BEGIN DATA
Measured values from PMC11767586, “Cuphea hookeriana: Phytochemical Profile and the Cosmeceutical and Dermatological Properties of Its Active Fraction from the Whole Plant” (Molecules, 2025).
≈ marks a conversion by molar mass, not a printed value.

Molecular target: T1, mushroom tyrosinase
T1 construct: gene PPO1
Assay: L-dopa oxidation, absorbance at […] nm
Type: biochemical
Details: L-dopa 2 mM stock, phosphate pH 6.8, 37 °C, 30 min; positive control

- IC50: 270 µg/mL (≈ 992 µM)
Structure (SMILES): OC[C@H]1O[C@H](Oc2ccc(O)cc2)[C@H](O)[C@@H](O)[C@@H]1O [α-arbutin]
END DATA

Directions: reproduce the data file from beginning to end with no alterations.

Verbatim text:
Measured values from PMC11767586, “Cuphea hookeriana: Phytochemical Profile and the Cosmeceutical and Dermatological Properties of Its Active Fraction from the Whole Plant” (Molecules, 2025).
≈ marks a conversion by molar mass, not a printed value.

Molecular target: T1, mushroom tyrosinase
T1 construct: gene PPO1
Assay: L-dopa oxidation, absorbance at […] nm
Type: biochemical
Details: L-dopa 2 mM stock, phosphate pH 6.8, 37 °C, 30 min; positive control

- IC50: 270 µg/mL (≈ 992 µM)
Structure (SMILES): OC[C@H]1O[C@H](Oc2ccc(O)cc2)[C@H](O)[C@@H](O)[C@@H]1O [α-arbutin]